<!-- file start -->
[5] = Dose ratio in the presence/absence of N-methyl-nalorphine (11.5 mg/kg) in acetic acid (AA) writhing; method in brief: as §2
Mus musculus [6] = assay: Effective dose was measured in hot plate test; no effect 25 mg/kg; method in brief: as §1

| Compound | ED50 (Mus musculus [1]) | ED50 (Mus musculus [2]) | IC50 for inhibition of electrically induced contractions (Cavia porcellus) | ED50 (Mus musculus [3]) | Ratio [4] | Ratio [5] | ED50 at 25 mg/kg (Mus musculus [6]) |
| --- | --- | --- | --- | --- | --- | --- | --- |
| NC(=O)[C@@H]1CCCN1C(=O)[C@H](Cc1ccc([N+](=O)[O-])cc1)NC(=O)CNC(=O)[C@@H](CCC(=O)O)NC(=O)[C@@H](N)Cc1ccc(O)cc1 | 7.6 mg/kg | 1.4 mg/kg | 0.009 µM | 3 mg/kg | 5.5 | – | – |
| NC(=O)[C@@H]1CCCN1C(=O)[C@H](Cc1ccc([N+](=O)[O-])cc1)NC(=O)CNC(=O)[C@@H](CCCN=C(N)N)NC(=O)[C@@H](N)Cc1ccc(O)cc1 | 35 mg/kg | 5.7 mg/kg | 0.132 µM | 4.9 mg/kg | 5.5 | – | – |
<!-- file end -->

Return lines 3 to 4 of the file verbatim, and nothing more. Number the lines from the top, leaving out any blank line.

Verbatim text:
| Compound | ED50 (Mus musculus [1]) | ED50 (Mus musculus [2]) | IC50 for inhibition of electrically induced contractions (Cavia porcellus) | ED50 (Mus musculus [3]) | Ratio [4] | Ratio [5] | ED50 at 25 mg/kg (Mus musculus [6]) |
| --- | --- | --- | --- | --- | --- | --- | --- |